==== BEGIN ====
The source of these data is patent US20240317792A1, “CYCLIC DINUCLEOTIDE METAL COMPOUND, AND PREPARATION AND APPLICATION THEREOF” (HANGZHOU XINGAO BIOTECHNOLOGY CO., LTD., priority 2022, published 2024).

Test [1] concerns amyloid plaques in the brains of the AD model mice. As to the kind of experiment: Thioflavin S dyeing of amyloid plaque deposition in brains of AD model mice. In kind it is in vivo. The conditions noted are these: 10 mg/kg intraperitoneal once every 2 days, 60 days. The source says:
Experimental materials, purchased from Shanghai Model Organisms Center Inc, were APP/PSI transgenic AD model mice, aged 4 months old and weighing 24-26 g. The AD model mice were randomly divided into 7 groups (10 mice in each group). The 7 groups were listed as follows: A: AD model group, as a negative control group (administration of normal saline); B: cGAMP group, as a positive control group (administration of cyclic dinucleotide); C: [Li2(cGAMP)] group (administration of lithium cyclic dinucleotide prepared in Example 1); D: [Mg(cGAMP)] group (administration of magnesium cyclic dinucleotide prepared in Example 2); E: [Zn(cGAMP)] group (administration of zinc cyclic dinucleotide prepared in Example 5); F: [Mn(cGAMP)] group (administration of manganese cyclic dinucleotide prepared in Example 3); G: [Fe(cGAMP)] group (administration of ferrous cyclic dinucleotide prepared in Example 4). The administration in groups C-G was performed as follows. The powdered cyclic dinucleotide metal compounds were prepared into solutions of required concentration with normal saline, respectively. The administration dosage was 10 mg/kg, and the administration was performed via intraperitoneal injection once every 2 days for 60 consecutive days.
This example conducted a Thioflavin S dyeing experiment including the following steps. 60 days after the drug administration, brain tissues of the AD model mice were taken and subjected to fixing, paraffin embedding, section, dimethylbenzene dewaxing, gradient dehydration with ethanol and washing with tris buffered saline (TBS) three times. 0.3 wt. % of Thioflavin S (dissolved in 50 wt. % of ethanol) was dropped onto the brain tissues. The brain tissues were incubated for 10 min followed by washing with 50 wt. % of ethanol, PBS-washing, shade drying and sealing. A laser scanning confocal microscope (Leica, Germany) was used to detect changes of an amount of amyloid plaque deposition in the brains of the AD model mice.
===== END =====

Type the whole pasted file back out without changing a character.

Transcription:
The source of these data is patent US20240317792A1, “CYCLIC DINUCLEOTIDE METAL COMPOUND, AND PREPARATION AND APPLICATION THEREOF” (HANGZHOU XINGAO BIOTECHNOLOGY CO., LTD., priority 2022, published 2024).

Test [1] concerns amyloid plaques in the brains of the AD model mice. As to the kind of experiment: Thioflavin S dyeing of amyloid plaque deposition in brains of AD model mice. In kind it is in vivo. The conditions noted are these: 10 mg/kg intraperitoneal once every 2 days, 60 days. The source says:
Experimental materials, purchased from Shanghai Model Organisms Center Inc, were APP/PSI transgenic AD model mice, aged 4 months old and weighing 24-26 g. The AD model mice were randomly divided into 7 groups (10 mice in each group). The 7 groups were listed as follows: A: AD model group, as a negative control group (administration of normal saline); B: cGAMP group, as a positive control group (administration of cyclic dinucleotide); C: [Li2(cGAMP)] group (administration of lithium cyclic dinucleotide prepared in Example 1); D: [Mg(cGAMP)] group (administration of magnesium cyclic dinucleotide prepared in Example 2); E: [Zn(cGAMP)] group (administration of zinc cyclic dinucleotide prepared in Example 5); F: [Mn(cGAMP)] group (administration of manganese cyclic dinucleotide prepared in Example 3); G: [Fe(cGAMP)] group (administration of ferrous cyclic dinucleotide prepared in Example 4). The administration in groups C-G was performed as follows. The powdered cyclic dinucleotide metal compounds were prepared into solutions of required concentration with normal saline, respectively. The administration dosage was 10 mg/kg, and the administration was performed via intraperitoneal injection once every 2 days for 60 consecutive days.
This example conducted a Thioflavin S dyeing experiment including the following steps. 60 days after the drug administration, brain tissues of the AD model mice were taken and subjected to fixing, paraffin embedding, section, dimethylbenzene dewaxing, gradient dehydration with ethanol and washing with tris buffered saline (TBS) three times. 0.3 wt. % of Thioflavin S (dissolved in 50 wt. % of ethanol) was dropped onto the brain tissues. The brain tissues were incubated for 10 min followed by washing with 50 wt. % of ethanol, PBS-washing, shade drying and sealing. A laser scanning confocal microscope (Leica, Germany) was used to detect changes of an amount of amyloid plaque deposition in the brains of the AD model mice.